The ‘final chapter’ in another Post Office scandal

Sub-postmasters in south west London are calling for help amid ongoing underpayment from the Post Office.

Jeevan Nadaraja, 38, from Hampton, has run a Post Office branch in St Margaret’s since 2014, when a new contract was introduced by the company replacing fixed salaries with inconsistent commission-only based pay equating to far below the UK minimum wage.

Nadaraja has posted informative flyers entitled “Final Chapter”, describing the sub-postmasters’ financial dilemma in his branch window, and is handing them to customers to spread knowledge.

He said: “We didn’t realise the amount would be variable.

“I’m really battling at the moment in modern-day slavery.

“It’s just not sustainable.”

According to the flyer, sub-postmasters would need to package around 60 parcels just to make the national minimum wage, currently £11.44 for those aged 21 or over, which is not always possible in one day.

Nadaraja continued: “I’ve been paying rent and all the bills together using family credit cards and loans to try and fund the branch.

“When I took over in 2014 I had three staff working but the money we were getting was not enough to pay them, so now it’s just me.”

Nadaraja, who is also an Uber driver by night, has two children to support, and until last year lived with his parents in Wembley.

His family, like that of other sub-postmasters are still suffering from the Horizon IT scandal, when faulty accounting data on the computer system resulted in thousands of sub-postmasters and Post Office employees facing erroneous prosecution.

He explained that five weeks’ worth of commission comes to around £2,500, and at the Kew Post Office branch it is estimated to be between £14,000 and £15,500 a year.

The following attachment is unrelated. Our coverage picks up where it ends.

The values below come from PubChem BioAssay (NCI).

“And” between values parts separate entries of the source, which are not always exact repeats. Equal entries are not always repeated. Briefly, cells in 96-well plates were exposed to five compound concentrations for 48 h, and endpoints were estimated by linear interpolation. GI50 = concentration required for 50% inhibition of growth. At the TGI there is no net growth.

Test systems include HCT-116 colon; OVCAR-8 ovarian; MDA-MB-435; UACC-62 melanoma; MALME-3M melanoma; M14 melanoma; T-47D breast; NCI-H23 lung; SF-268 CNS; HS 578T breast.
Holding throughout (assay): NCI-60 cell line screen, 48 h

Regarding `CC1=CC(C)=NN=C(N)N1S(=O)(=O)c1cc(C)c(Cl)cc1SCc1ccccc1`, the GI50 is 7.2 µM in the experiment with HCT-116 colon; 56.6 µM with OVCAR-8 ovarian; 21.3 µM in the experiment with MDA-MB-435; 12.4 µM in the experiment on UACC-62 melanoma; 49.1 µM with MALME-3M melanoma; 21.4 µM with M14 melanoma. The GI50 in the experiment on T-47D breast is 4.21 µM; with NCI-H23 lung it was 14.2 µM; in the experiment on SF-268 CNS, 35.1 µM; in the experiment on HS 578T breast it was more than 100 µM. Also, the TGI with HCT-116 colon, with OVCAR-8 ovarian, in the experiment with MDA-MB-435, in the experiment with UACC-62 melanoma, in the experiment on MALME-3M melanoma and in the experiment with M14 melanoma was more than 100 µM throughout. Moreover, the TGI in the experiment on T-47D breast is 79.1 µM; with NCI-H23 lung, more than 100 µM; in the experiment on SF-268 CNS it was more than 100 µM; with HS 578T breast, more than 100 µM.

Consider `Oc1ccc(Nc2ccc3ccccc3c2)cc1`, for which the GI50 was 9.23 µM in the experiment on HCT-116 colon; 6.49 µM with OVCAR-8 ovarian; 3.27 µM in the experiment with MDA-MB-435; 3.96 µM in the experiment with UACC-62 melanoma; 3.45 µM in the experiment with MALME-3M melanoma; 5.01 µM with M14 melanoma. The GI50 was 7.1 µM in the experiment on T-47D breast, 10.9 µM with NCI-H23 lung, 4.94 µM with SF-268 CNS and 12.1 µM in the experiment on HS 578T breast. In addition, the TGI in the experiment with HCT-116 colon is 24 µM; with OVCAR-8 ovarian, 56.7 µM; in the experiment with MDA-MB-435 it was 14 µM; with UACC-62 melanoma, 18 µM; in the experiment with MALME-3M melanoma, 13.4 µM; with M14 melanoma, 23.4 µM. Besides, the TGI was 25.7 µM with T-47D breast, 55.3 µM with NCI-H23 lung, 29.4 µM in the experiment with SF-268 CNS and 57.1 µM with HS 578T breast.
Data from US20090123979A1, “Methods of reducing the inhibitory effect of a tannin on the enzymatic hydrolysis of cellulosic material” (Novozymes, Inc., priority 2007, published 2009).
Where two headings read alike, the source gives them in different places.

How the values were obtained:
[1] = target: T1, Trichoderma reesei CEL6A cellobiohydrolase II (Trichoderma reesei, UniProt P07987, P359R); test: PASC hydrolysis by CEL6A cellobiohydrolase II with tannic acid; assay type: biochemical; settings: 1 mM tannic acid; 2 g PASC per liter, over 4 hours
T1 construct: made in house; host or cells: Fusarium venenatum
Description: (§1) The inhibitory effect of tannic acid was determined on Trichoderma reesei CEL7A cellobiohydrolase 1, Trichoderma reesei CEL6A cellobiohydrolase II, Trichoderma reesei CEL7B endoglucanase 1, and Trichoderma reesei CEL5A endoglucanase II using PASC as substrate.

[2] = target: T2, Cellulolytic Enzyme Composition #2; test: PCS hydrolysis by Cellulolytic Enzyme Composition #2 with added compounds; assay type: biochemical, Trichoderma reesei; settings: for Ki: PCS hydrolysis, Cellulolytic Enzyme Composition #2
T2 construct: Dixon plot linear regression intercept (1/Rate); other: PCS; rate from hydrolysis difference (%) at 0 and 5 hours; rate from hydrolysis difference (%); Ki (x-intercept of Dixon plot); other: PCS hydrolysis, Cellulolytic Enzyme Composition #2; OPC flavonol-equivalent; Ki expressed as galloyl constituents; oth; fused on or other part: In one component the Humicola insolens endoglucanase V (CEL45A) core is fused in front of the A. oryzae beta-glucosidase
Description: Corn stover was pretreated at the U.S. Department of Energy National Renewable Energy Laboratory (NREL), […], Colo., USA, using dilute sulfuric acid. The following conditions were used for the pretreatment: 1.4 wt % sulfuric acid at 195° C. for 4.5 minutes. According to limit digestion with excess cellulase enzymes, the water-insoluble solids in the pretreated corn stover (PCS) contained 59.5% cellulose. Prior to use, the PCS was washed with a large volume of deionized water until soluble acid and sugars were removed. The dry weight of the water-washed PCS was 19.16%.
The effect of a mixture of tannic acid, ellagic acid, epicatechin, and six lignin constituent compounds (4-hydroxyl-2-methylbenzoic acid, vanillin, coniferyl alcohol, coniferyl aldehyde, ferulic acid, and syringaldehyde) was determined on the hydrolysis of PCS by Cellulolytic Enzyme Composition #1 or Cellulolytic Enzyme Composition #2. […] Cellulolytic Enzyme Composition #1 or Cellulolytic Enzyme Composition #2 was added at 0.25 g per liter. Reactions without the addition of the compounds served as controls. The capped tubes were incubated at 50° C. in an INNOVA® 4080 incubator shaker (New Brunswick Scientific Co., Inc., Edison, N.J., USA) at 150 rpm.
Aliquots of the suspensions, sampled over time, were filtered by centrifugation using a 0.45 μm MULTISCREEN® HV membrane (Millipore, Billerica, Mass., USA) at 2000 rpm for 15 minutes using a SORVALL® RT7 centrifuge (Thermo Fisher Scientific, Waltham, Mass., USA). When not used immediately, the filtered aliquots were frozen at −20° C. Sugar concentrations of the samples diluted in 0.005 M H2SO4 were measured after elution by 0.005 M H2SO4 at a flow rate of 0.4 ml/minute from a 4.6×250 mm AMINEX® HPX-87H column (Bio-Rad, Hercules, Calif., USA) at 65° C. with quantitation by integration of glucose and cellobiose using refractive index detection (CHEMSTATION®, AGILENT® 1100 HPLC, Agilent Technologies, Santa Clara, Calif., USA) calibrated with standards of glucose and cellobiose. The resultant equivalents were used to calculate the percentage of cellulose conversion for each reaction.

Being self-employed, sub-postmasters have no benefits such as sick days or pensions and strike action becomes difficult.

Post Office branches have to rely on their retail sales to make the most profit.

A 21-year-old worker from the family-run Post Office branch in Twickenham who chose to remain anonymous said: “We knew in order for us to cover everything, the retail part of the shop had to do well.

“We knew how little sub-postmasters are paid so we just had to keep faith in the retail part of the store and have faith in ourselves.”

The worker described how increasing prices are turning customers away, especially younger people.

They said: “There isn’t a short term solution that we can think of.

“If the Post Office want us to keep running the shops for them, we should get paid more so we can pay our employees fairly as well.”

According to a report in The Telegraph, the chief executive of the Post Office was paid £573,000 and requested a further pay rise, which was rejected by ministers.

Nadaraja explained that although Post Office branches are becoming largely redundant, customers still want a direct service.

Packages for example can be weighed accurately and there is often less risk of miscommunication, unlike online services which can be around 50p-£1 cheaper.

A Post Office spokesperson said: “We’re very sorry to hear of the experience of our postmasters.

“This is a challenging economic climate for many retailers and we recognise postmasters, like all retailers, have had to deal with increases in living costs which has impacted their bottom line.

“We have just announced a package of remuneration improvements for postmasters for the 2024–25 financial year worth £30million, which includes a one-off remuneration boost to be paid in April.

“Ultimately, if a postmaster no longer wants to operate a Post Office or can make more income from providing other services in their store, that is their decision to make.”

The Voice of the Postmaster is a campaign established in 2022 currently waging support for fairer pay and justice for Post Office branches nationwide.

Featured Image: Twickenham branch. Credit: Ina Pace.

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